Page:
“Escape rooms” have become all the rage in recent years. These interactive experiences, which combine elements of theater, team building, and puzzle solving, often have a theme tied to a movie genre or some sort of adventure, such as Indiana Jones or Mission Impossible.
For a branded experience held in Grand Central Terminal as part of last month’s Fast Company Innovation Festival, Prudential Financial put a novel twist on the escape room: an exhilarating journey that had little to do with outracing tumbling boulders or limboing below laser beams but, rather, illustrated the challenges we face along our path to financial independence and stability. i escaped from my parents’ basement was the message emblazoned on T-shirts that were presented to teams that completed a harrowing mission through an outwardly pleasant-looking suburban home. Whether they emerged from a fun house or a house of horrors had everything to do with how successfully—and quickly—they solved the puzzles inside, which determined the “age” at which they can comfortably retire.
The themes illustrated in the escape room were woven into a festival panel entitled “A Unified Theory of Financial Wellness,” presented by Prudential in Grand Central’s Vanderbilt Hall, on the escape room’s “front lawn.” The participants included Naveen Agarwal, Prudential’s chief customer officer; healthcare entrepreneur Alexandra Drane; and Erin Lowry, author of the Broke Millennial book series. What follows are edited excerpts from their conversation, which was moderated by a Fast Company contributor, along with passages that were added after the fact for clarity.
Naveen, why does financial wellness look different now than it did 10, 20, or 30 years ago?
Naveen Agarwal: I think this generation has to think about their benefits and their financials in a very different way than people before us. Retirement is increasingly something we have to plan for, rather than our employers planning it for us. So how we think about finances and the risks in our future is quite different. We also live in kind of a “happiness economy,” created by social media platforms, where everybody is happy. So, we want to be happy too, which means we become a nation of spenders, versus a nation of careful planners.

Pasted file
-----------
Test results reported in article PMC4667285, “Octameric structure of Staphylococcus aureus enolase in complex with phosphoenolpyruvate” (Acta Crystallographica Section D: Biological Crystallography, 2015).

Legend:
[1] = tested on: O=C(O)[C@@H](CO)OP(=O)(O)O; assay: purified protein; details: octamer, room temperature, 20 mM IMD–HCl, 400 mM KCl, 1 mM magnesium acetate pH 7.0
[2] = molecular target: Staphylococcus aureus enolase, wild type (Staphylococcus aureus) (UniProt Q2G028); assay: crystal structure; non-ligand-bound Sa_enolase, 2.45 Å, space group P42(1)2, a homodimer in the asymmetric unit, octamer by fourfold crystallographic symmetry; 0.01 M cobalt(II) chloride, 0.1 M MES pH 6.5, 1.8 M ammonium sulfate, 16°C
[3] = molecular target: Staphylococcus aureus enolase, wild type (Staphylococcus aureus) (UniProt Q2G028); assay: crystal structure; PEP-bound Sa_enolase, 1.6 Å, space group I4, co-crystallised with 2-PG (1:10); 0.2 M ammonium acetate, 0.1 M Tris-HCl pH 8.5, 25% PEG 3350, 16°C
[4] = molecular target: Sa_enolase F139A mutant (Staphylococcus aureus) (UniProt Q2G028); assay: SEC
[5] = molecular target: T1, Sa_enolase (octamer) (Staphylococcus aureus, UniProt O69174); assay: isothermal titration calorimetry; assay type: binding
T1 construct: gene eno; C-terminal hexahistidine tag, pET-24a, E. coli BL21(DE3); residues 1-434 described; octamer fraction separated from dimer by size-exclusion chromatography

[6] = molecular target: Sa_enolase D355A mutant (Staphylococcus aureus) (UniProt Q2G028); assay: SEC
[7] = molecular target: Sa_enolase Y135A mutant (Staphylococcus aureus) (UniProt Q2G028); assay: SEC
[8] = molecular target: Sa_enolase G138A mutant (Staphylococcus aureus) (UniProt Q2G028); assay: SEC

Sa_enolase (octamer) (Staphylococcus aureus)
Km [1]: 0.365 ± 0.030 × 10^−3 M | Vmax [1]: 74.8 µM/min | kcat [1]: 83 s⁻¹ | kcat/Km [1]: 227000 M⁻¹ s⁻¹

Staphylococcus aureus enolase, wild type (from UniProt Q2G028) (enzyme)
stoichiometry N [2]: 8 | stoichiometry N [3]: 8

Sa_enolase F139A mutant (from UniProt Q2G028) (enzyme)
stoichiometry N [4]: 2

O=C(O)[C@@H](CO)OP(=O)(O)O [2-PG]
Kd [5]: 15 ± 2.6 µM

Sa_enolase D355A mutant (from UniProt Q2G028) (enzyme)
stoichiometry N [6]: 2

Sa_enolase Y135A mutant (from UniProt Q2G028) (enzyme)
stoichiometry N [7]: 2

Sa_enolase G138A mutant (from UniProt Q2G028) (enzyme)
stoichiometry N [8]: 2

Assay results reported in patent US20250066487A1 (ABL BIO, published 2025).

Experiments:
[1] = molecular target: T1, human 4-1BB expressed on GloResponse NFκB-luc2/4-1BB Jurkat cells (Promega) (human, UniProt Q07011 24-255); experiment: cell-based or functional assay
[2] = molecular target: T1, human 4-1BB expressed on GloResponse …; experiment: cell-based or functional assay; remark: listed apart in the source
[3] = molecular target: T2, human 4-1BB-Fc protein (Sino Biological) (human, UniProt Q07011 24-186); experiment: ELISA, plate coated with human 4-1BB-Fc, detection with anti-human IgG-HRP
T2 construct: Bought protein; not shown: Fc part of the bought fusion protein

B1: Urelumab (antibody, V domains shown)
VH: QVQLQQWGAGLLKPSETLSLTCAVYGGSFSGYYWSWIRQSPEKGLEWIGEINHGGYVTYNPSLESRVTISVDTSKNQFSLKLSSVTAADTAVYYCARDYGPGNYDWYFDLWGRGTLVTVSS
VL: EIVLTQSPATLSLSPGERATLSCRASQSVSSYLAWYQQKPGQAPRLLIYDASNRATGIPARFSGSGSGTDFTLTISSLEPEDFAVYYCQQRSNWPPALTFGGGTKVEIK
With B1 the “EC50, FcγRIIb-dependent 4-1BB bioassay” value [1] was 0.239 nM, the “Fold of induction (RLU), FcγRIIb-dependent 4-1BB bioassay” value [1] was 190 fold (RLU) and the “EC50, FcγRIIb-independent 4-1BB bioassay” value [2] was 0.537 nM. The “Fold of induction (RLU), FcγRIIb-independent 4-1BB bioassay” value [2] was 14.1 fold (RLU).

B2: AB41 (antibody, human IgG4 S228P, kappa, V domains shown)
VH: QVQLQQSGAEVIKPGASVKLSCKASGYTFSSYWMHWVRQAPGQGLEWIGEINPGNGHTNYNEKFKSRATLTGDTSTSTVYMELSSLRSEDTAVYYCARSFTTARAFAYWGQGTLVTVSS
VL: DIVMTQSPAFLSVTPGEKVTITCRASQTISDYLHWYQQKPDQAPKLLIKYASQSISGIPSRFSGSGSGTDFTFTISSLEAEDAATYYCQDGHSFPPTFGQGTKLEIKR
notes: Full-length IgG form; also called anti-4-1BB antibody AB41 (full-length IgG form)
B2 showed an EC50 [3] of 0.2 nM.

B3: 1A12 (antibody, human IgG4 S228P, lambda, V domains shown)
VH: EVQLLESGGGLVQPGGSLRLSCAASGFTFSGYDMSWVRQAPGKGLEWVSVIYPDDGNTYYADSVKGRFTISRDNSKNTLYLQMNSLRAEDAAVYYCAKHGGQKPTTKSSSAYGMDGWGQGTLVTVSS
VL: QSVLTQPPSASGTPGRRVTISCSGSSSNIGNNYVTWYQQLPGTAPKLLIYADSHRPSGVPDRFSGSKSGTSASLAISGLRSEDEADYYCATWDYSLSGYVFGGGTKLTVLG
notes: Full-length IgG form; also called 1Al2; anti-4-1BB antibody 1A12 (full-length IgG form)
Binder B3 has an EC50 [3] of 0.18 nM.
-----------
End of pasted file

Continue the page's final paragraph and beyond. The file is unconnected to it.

Erin, you’ve written about people who live in the moment versus people who plan ahead.
Erin Lowry: I break it into three groups. You have “Team YOLO FOMO,” if we want to go super-millennial about it. These are people who are very much, “Drinks are on me; I got it.” They are not thinking about retirement and they probably have not started contributing to a 401(k). Then you have the “Guarded Optimists,” who are thinking right now, Things aren’t great, but I know that by 35, I’m going to have either sold an app to Google or I’ll be making $250,000 easy, and life will be fine. That’s when I’ll figure it out. Then the third group is dreaming about retirement. These are the weirdos like me who are super–future-focused, almost to the detriment of today.
Alex, you bring an interesting perspective as someone who recently traveled all over the country on behalf of Prudential’s “State of US” ad campaign. Where did you go and what were you seeking to explore?
Alexandra Drane: Our goal was to better understand how real people are doing in their lives around money, since money is one of the biggest worries most of us have—it’s not always something we talk about openly. Using a combination of data and personal stories, we identified six towns across the country that best represented common financial challenges millions of Americans are facing today. Once in these towns, we learned that, while the specific stories people shared might be different, we are all much more alike than one might think.
In Stonington, Maine, we spoke to three generations of lobstermen exploring self-employment and surviving a bad lobster season. In Jacksonville, North Carolina, a city with one of the highest birth rates in America, we connected with young military families challenged with saving for college and retirement at the same time. And in Loma Linda, California, where residents are living on average 10 years longer, we spoke to residents who were finding joy in their strong sense of community as they figure out how to support all those extra years. We saw over and over how united we actually are in the ways we support each other and survive the sometimes-hard reality of life in America today.
Erin, what did you find in your examination of the millennial generation? Are people feeling a lot of financial insecurity?